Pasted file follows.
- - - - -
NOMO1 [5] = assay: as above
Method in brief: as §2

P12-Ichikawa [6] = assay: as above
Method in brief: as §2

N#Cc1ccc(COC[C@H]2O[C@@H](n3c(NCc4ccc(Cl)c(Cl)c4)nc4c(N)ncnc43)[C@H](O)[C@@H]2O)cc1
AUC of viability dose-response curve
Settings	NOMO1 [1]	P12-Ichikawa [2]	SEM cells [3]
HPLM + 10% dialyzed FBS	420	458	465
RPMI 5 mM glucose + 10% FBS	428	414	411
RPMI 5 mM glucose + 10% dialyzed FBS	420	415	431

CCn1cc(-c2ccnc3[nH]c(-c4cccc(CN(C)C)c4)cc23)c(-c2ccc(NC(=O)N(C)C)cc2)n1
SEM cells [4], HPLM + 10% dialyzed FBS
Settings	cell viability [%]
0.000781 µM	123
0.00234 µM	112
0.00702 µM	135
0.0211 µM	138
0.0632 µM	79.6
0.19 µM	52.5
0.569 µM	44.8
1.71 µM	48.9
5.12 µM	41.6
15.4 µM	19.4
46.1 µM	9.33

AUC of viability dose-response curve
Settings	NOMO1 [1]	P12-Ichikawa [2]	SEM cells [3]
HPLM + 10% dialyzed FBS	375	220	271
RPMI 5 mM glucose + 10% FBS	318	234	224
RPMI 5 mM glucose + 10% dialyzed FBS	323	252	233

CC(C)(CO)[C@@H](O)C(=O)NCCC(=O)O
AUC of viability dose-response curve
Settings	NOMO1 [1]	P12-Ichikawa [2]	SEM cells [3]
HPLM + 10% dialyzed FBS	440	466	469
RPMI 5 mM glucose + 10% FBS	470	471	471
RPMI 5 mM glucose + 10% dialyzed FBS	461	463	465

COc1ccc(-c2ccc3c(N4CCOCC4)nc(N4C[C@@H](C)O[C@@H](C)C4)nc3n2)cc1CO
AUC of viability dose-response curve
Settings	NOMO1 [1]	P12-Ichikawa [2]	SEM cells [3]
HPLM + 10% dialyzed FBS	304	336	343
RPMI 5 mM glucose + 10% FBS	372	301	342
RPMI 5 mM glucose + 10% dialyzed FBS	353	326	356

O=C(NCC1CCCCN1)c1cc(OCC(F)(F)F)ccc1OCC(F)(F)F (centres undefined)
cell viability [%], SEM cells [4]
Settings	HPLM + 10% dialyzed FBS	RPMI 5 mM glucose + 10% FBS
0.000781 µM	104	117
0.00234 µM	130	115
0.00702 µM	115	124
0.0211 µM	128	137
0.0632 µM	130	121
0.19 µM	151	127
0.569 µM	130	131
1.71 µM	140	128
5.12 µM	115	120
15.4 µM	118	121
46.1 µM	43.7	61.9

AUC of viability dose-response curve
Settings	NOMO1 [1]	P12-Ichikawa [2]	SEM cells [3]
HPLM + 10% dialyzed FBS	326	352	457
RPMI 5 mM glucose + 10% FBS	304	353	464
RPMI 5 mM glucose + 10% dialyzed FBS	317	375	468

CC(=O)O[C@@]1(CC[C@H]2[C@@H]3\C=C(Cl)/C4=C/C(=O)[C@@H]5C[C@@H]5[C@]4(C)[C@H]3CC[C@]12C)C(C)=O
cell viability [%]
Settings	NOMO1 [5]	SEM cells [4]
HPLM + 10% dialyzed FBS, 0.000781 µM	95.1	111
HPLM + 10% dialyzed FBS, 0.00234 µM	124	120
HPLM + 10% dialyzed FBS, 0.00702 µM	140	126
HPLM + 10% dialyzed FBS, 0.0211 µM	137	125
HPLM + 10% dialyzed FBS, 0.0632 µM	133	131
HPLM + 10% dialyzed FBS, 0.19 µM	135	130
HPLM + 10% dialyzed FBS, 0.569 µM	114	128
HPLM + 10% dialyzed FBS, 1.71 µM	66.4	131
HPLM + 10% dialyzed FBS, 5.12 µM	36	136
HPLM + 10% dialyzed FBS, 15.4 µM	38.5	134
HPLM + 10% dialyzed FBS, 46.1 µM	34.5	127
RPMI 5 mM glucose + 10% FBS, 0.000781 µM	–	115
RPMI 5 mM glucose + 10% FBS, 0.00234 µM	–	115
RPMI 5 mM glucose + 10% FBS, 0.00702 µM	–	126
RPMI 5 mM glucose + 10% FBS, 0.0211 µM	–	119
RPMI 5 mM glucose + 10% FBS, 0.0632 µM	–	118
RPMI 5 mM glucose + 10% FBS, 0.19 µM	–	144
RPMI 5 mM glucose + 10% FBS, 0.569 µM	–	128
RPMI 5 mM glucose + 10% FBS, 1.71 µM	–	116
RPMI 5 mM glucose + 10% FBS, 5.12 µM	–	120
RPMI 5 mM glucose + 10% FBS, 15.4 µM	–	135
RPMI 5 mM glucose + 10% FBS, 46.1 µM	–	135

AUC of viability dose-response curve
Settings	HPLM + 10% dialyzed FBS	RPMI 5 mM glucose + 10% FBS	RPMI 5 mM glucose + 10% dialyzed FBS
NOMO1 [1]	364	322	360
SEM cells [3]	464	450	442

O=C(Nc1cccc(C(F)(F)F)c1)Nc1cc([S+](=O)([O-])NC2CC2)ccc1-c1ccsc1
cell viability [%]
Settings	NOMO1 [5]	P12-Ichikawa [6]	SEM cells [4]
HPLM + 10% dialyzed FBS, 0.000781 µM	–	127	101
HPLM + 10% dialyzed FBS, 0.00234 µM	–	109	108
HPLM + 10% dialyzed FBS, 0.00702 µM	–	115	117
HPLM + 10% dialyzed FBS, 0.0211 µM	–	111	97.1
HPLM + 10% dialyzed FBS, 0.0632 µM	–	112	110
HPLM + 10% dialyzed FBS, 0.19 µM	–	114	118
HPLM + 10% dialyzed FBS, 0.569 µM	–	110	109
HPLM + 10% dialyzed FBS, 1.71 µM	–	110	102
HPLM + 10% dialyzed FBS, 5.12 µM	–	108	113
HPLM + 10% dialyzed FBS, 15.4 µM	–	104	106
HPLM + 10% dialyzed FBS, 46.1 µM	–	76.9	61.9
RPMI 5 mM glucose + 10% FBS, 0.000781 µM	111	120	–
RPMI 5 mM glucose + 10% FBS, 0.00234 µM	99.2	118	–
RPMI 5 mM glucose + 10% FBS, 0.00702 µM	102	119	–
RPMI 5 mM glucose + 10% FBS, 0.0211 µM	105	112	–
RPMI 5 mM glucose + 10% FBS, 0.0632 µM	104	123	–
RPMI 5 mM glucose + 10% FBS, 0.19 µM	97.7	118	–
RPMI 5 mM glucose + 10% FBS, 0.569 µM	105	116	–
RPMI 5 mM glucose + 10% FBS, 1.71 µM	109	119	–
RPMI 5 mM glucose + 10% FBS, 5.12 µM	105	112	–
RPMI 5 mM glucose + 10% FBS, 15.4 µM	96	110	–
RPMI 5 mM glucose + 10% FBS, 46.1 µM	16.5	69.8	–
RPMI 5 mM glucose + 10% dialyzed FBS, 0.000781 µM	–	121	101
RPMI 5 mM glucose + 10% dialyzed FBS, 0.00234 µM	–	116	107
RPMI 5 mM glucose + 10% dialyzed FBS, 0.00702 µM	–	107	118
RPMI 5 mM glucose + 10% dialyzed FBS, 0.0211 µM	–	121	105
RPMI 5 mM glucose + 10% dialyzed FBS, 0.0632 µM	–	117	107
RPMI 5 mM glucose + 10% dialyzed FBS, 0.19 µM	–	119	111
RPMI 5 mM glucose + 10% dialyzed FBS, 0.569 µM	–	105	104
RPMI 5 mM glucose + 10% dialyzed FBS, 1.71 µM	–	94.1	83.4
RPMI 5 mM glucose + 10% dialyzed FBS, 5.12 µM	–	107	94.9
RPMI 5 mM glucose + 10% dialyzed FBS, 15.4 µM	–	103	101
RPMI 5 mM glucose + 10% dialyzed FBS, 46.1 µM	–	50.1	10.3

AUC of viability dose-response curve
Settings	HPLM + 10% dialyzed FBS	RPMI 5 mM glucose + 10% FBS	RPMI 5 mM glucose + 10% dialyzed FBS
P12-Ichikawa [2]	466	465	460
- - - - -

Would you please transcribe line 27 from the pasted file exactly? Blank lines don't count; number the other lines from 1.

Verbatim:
HPLM + 10% dialyzed FBS	375	220	271